on what customers want and really care about years there
can fundamentally change a business by presen- Participate in grueling endurance events to share
ting new opportunities and giving it a means to athletes exhilaration and pain
address them. Take an RV road trip through California to
experience car culture
Its possible to fuel empathy, or pivotal out of ego
experiences, without a lot of effort. For example, Seek Those Who Live on the Edge
imagine being asked to come up with a long-term In our fieldwork we look for diverse people and
vision for a brand of toys. Perhaps youve conduct- situations to promote empathy, which we internally
ed lots of market research, but the analyses do not refer to as extremes. These mostly ordinary
point you in any clear direction, nor connect you people with extreme points of viewowing to their
to the mindset of children. To kindle that sense of personality, circumstances, or cultureprovide a
excitement and inspiration, you might simply get broad range of experiences and well-developed
on the floor for a play-along with youngsters in the perspectives that would be harder to identify if
target age range, or arrange a toy-hacking party at we looked at a random sample of individuals repre-
a local school. senting a range of the target demographics.


The future is already here; its just not evenly dis- However we choose to gain empathy, it can help
tributed, as science-fiction novelist William Gibson us to focus, prioritize, and defend our design deci-
is said to have observed. In order to innovate, we sionsall of which is necessary in the ever-evolving
need to understand the intriguing, exciting, and business of design innovation. Empathy also mo-
lesser-known fringes of society, where the future is tivates design teams to keep going and provides
already at play. Why? Because the extremes prompt energy to overcome the inevitable obstacles to
us to discover new meanings and interpretations bringing new offerings to life.
for old things (Pantzar, 1997), which can help us
determine how best to incorporate the latest tech- DESIGN EMPATHY IN ACTION:
nologies and use practices into our work. CREATING A SENSE OF PURPOSE
Danone is a multinational business that makes dairy
And when designers cannot actively participate in products, bottled water, and other foods. In 1996,
an experience, its useful to find analogies to pro- when the company partnered with the Grameen
vide relevant insight. For a project related to wound Foundation to open a yogurt manufacturing plant
care, after observing nurses changing dressings for in the Bogra District of Bangladesh, no one knew
large, hard-to-heal wounds we wanted to empathize how significant the small social businessdesigned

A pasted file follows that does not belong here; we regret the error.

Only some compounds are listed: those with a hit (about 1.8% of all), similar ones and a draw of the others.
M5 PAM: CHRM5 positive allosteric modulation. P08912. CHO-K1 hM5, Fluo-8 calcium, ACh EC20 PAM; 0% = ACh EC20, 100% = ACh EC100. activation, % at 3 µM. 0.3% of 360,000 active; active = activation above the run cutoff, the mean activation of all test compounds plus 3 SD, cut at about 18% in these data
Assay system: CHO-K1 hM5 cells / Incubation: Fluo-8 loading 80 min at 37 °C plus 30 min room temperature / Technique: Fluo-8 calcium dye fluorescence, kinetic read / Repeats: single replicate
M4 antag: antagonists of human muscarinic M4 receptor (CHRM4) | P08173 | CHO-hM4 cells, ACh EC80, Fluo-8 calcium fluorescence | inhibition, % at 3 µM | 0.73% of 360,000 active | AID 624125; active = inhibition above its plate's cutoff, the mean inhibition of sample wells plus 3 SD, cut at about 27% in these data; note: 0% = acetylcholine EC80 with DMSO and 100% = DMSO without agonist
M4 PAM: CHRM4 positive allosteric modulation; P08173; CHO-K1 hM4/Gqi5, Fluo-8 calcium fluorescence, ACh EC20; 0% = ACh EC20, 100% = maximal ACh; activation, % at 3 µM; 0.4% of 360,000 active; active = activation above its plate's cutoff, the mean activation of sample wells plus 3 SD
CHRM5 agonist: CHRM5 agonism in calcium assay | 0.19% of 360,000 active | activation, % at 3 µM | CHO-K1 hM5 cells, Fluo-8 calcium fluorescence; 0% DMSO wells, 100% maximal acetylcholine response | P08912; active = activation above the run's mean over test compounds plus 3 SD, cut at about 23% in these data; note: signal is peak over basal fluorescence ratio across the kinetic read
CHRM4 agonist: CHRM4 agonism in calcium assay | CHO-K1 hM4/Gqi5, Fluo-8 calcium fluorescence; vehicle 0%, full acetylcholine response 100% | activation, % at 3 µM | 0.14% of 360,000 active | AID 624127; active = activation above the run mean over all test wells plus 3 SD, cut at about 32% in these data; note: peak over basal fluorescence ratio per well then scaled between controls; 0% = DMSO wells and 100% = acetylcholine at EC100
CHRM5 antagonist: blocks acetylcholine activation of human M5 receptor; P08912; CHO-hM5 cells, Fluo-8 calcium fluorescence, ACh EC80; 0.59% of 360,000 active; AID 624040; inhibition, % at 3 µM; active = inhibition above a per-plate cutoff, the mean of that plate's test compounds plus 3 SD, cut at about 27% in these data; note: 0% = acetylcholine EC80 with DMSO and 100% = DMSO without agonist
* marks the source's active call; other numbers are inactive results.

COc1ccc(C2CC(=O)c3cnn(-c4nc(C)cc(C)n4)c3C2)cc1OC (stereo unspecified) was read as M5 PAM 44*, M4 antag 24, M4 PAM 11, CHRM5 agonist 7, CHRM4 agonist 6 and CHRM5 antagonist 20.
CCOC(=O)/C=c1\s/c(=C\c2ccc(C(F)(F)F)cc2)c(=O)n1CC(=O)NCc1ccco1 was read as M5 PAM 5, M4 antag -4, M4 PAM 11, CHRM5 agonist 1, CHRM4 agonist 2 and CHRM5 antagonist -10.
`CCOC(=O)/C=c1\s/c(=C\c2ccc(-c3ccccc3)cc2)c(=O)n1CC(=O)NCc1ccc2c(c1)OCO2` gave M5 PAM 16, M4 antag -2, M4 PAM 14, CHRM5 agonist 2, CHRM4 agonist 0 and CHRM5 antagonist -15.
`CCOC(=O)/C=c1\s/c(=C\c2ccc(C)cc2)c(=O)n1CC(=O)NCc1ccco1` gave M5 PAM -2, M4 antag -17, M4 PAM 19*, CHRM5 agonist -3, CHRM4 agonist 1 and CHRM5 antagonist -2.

more deeply with the patients. To better experience to benefit familieswould become for everyone
the fear of anticipated discomfort at the hands of involved. Since then, the partnership has trans-
a professional, one designer elected to have his formed Danone culturally, says Danone project
chest hair waxed off. Research can be as creative an manager Marie Soubeiran (Bennett, 2012).
endeavor as the rest of the design process!

Figure 2. A designer gets his chest waxed to empathize with wound-care patients. Photo courtesy of IDEO.


At first, the effort focused on technical challenges Encouraging this kind of inclusive championship
in manufacturing design, milk sourcing, and formu- is what we mean by empathy on the edge, and
lation (Kiviat, 2010). Today, the plant operates on it requires addressing two related challenges:
a community scale, using local milk to make a
special nutrient-rich yogurt to help supplement 1. Scaling. We need to involve greater numbers
Bangladeshi childrens dietary deficiencies. of people, in greater diversity, in out of ego
Employees throughout the company take pride experiences. More people need to connect
in the companys positive impact on other peoples with and care about others and work to make
lives, hanging pictures of the villagers in offices desirable changes happen.
throughout Danone, Soubeiran says. The companys
empathy for consumers of its productevident in 2. Sustaining. We want to cultivate active, per-
its focus on their actual needs and its desire to sistent out of ego-ness in organizations, bringing
empower them to help themselvesgives Danone about a pervasive attitude and habitual awareness
a sense of purpose and direction, and spurs of the people who are affected by our decisions,
innovation elsewhere in the organization. Creative beyond the life span of a specific project.
solutions developed at the factory (such as using
enzymes to keep unrefrigerated milk fresh longer)
have huge potential in other markets.

Danones experience echoes a phenomenon were

seeing across industries. When a whole company
expresses true empathy for its customers, employ-
ees enjoy a sense of clarity and purposeand
they do better work. As designers, we find that